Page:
I've uploaded a bunch of photos to my Facebook Page - see London Original Print Fair 2019 - if you want to see the scale and nature of this art fair for printmakers and fine art print lovers. Below are a few of the pics I took.

Which artists can you see 

The printmaking artists being exhibited by the various stands at the fair include Brueghel, Cranach, Hogarth, Monet, Whistler, Picasso, Matisse, Francis Bacon, Barbara Hepworth, Roy Lichtenstein, Lucien Freud, Louise Bourgeois, Victor Pasmore - and more from the past.

Contemporary artists include: David Hockney, Grayson Perry, Peter Blake, Norman Ackroyd (everywhere!), Chris Orr, Paula Rego, Mick Rooney, David Shrigley, Anita Klein, Adam Dant et al.

Which galleries are exhibiting

This page on their website provide links to the explanations of each stand at the 2019 Fair.

The galleries which impressed me include:

Thursday, April 25, 2019

Landscape Artist of the Year goes BIG!

Those of us who do not have Sky TV have been watching the Artist of the Year programmes on computers tablets and smartphones - in my case - an iMac and iPad Pro. Every time I wanted to watch it BIG I had to sit at my desk and watch it on my iMac.


As of this afternoon, I am now looking forward to watching Landscape Artist of the Year on my television!

The Now TV Stick instruction leaflet

That's because this afternoon I collected my brand new FREE Now TV Stick from the Sorting Office and installed it - after a false start on my TV.

I've been recommending people who don't have Sky to watch via Now TV - and I'm now suggesting for those who have already subscribed to Now TV (Entertainment Pass)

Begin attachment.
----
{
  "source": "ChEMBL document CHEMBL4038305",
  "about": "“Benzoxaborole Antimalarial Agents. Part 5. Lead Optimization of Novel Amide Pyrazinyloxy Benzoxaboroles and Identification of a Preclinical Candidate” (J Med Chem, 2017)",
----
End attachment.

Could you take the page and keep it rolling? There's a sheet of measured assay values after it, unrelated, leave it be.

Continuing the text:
• you also get hold of a Now TV Stick FOR FREE and 
  • get it installed before Landscape Artist of the Year starts.
If you already have a Now TV account you probably got an email this month offering you the FREE Stick. All you have to do is find the email and then send off for it.

Then install it!

It works if you have a television with HDMI slots which is connected to the internet.

I found the instructions a little opaque but finally figured it out. However I thought I'd make a note of what I did - and then thought I might as well share it with others who will be doing the same. Hence this post.

After I'd checked I'd got HDMI slots free - this is where the iPhone comes in handy when you don't want to turn the TV round.

checking my HDMI slots via a photo!
My stick wouldn't work with the "plug into your TV's USB slot" but worked fine one when I used the cable to plug into the power plug instead to power it (little white light winks on the stick when it's plugged in and powered up).